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New Report on Temporomandibular Disorders: Priorities for Research and Care

Over a year and half ago, the National Academy of Medicine (NAM) began the most comprehensive study ever undertaken on Temporomandibular Disorders (TMD). The study assessed the current state of TMD research, education and training, the safety and efficacy of clinical treatments, and associated burden and costs.

Statement by NIDCR Acting Director on the National Academies of Sciences, Engineering, and Medicine Report on Temporomandibular Joint Disorders

I am pleased to announce the release of the National Academies of Sciences, Engineering, and Medicine (NASEM) report, Temporomandibular Disorders: Priorities for Research and Care. As underscored by the comprehensive report, temporomandibular joint disorders (TMJDs) are a diverse and still poorly understood set of complex, painful conditions affecting the jaw muscles and tissues, temporomandibular joints, and associated nerves. Clearly, there is much more to be understood, and these conditions continue to confound medical and dental health care providers and researchers.

Have you seen the film Dark Waters?

The Film. Dark Waters is about attorney Robert Billott's real-life 20 year legal battle against DuPont chemical for releasing toxic waste - perfluorooctanoic acid, or PFOA - into Parkersburg, West Virginia's water supply, with devastating health effects on the townspeople and livestock. PFOA, also known as C8, is a man-made chemical. It is used in the process of making Teflon and similar chemicals known as fluorotelomers.

Online TMD Diet Diary Research Project

Online TMD Diet Diary Research Project The TMJ Association received the following request from Professor Justin Durham and his research team at Newcastle University. We encourage TMJ patients to participate in this project as it is an under researched

Drug Induced Bruxism

The authors of this article state that orofacial movement disorders (bruxism) are treated typically by dental professionals and not by those specialists (neurologists) researching and treating the other movement disorders (Parkinson's disease, Huntington's disease, tremors, etc.). Again, this is more evidence of the complexity of TMD and the need for multidisciplinary research and treatment in TMD.

OPPERA - A Game Changer

  • Oct 27, 2016

The  Orofacial Pain: Prospective Evaluation and Risk Assessment (OPPERA) study is the long-range comprehensive study of 3,200 volunteers 18 to 44 years old who were free of TMD at the outset but some of whom developed TMD in the course of the years of the study. There is also a subset of patients who had already been diagnosed with TMD who are being followed. Now we are excited to report that the first papers analyzing the wealth of data that has accumulated have just been published as a supplement to the November issue of the Journal of Pain.

The key findings are:

  1. In women, the risk for chronic TMD increases between the ages of 18 and 44, the range evaluated in the study. In young men (ages 18-44), age was unrelated to TMD incidence.
  2. Unlike other chronic pain conditions, chronic TMD incidence does not correlate with low socio-economic status.
  3. Chronic TMD seems to be associated with alterations in some parts of the nervous system that control pain perception.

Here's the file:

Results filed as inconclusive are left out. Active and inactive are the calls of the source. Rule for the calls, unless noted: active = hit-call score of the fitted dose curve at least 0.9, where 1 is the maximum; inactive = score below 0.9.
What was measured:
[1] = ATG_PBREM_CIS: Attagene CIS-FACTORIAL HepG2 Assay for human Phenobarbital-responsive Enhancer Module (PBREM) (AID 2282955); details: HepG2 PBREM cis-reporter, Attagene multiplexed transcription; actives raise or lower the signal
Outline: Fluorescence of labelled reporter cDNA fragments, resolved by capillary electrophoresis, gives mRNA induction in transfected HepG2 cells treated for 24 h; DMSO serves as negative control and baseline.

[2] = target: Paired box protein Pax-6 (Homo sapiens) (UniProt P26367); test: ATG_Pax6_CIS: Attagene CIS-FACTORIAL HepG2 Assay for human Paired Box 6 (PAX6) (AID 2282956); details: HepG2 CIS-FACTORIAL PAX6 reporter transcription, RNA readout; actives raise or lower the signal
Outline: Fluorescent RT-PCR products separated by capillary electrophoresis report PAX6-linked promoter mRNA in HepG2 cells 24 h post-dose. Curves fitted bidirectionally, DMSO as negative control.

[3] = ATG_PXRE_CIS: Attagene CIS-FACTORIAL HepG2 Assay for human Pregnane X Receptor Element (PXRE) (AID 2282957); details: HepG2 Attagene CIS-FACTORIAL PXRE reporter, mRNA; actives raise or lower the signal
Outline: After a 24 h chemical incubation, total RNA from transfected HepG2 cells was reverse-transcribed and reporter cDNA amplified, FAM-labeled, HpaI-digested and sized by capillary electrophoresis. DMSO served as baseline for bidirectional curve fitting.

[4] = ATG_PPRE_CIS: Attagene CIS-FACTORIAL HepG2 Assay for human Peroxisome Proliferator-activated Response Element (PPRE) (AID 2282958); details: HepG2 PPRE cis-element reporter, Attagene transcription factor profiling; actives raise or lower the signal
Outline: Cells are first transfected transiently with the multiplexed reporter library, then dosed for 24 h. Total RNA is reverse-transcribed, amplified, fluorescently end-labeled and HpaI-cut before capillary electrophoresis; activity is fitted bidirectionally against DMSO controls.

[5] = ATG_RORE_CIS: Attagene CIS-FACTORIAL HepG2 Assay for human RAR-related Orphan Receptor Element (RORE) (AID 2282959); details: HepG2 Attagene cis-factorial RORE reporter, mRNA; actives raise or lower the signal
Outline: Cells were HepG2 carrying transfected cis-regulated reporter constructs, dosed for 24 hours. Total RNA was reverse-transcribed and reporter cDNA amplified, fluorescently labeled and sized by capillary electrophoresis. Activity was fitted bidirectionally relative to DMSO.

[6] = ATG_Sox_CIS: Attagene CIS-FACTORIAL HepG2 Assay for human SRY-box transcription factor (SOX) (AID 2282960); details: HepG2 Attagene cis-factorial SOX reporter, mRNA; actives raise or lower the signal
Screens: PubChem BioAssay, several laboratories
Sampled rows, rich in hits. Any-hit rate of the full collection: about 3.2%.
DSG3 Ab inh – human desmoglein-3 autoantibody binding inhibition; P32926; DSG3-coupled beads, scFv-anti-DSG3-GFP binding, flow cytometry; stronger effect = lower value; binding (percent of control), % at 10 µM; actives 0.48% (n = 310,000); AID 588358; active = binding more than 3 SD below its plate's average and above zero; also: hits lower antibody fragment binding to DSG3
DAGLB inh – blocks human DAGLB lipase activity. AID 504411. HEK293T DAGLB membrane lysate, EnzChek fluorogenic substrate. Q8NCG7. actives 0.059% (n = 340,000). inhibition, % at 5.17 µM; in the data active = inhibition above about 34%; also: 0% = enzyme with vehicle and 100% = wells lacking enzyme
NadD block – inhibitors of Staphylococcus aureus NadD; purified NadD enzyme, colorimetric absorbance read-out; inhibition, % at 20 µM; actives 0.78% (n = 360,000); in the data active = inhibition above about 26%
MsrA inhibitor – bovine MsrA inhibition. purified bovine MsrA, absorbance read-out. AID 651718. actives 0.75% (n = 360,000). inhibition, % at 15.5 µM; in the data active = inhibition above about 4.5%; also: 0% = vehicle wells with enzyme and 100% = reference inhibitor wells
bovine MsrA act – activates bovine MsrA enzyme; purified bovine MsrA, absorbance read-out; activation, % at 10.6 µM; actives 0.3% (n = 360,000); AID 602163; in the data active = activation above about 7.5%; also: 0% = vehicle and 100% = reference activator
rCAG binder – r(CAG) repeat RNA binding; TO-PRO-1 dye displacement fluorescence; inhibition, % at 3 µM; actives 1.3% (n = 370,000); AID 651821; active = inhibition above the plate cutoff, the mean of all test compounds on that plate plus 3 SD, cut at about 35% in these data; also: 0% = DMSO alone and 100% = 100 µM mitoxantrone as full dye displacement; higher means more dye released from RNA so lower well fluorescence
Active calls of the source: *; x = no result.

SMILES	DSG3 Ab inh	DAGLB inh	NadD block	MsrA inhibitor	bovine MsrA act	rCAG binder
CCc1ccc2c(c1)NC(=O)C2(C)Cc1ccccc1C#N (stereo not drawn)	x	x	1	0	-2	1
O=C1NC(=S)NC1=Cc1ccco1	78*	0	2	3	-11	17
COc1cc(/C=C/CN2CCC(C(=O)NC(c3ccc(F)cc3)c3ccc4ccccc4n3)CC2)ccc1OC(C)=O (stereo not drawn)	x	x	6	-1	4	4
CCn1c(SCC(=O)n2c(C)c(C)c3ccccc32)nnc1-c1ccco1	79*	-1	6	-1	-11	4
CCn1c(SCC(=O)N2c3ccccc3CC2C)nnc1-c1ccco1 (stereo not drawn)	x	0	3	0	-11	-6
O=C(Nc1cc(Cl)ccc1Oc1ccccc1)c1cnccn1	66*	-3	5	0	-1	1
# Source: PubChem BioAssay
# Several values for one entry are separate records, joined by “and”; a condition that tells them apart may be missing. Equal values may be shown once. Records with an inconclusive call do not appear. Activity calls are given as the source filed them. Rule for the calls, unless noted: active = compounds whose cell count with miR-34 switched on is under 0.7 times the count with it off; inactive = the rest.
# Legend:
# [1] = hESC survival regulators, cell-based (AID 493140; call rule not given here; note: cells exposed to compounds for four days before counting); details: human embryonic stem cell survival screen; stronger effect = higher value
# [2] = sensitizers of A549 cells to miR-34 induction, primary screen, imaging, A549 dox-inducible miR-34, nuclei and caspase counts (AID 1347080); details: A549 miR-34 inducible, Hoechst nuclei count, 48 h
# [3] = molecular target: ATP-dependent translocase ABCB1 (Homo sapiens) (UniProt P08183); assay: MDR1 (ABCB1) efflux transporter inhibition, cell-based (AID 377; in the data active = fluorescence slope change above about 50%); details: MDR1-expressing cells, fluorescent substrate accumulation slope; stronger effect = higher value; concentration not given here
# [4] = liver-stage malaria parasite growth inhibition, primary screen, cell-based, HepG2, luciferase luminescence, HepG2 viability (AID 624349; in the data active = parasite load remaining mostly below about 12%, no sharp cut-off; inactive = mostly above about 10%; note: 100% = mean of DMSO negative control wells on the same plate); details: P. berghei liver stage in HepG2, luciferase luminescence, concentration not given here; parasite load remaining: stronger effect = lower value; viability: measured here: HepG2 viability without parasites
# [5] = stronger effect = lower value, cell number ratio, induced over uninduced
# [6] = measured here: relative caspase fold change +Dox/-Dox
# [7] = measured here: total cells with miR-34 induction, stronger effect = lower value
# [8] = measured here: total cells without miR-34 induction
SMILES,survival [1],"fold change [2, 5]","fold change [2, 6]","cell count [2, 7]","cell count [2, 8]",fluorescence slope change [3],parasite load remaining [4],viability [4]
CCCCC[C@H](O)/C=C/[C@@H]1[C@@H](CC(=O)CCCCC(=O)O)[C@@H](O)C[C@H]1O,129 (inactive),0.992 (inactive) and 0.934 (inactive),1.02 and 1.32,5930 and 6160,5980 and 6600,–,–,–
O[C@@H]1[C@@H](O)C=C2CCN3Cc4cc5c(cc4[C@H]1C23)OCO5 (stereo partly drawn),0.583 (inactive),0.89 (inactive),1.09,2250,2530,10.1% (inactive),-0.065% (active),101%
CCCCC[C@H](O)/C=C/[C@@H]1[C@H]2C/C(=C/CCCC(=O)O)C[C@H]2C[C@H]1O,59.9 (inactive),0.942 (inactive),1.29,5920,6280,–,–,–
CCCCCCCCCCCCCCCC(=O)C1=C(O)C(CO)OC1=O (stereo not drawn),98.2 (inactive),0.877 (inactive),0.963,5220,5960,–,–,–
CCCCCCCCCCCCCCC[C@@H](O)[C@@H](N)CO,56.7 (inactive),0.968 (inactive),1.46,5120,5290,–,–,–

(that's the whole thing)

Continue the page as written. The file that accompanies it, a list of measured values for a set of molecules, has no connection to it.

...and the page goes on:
4. TMD patients frequently experience many more chronic pain conditions, such as lower back pain, headaches, and fibromyalgia. Evidence of abnormal jaw function associated with teeth grinding and clenching was also observed.

The papers nail down in no uncertain terms the complexity of TM Disorders and what factors may make some people more susceptible. The findings will go far to include TMJ patients in the medical disciplines and eliminate the stigma patients experience when they seek care from them and it will be a wake-up call to the dental community to re-evaluate the ethics and scientific bases of current practices.

Dr. William Maixner, the Director of the Center for Neurosensory Disorders at the University of North Carolina, and a member of TMJA’s Scientific Advisory Board, is the Principal Investigator of this multimillion dollar study which was funded by the National Institute of Dental and Craniofacial Research (NIDCR).

NIDCR grant administrator, Dr. John Kusiak stated in a National Institutes of Health radio clip regarding the OPPERA findings "There are, we believe anyway, a fair number of subjects that not only have just TMJD but also other chronic pain conditions like fibromylgia, chronic fatigue syndrome, irritable bowel syndrome, and it would be really important to try to identify the specific risk factors for those individuals as well." Dr. Maixner stated in the NIH radio clip there is no single risk factor for TMJD. "The notion that we are dealing with just the head and neck oral-facial condition I think is being laid to is becoming clearer and clearer through research that TMJD should be looked at with a global view...This is really a condition associated with a constellation of conditions that impact almost every region of the body in one way or another."

Dr. Samuel Dworkin, Guest Editor of the Journal of Pain special issue, has provide comments and a summary of the 8 papers for TMJ News Bites and we appreciate his help.

As an organization that has long advocated for scientific research to understand Temporomandibular Disorders in all their complexity and develop treatments that work and don’t harm patients, we congratulate Dr. Maixner and his colleagues for conducting this elegant study. We are grateful also to the National Institute of Dental and Craniofacial Research for supporting the study in every way. On behalf of the millions of TMJ patients, thank you!

TMJ Disorders


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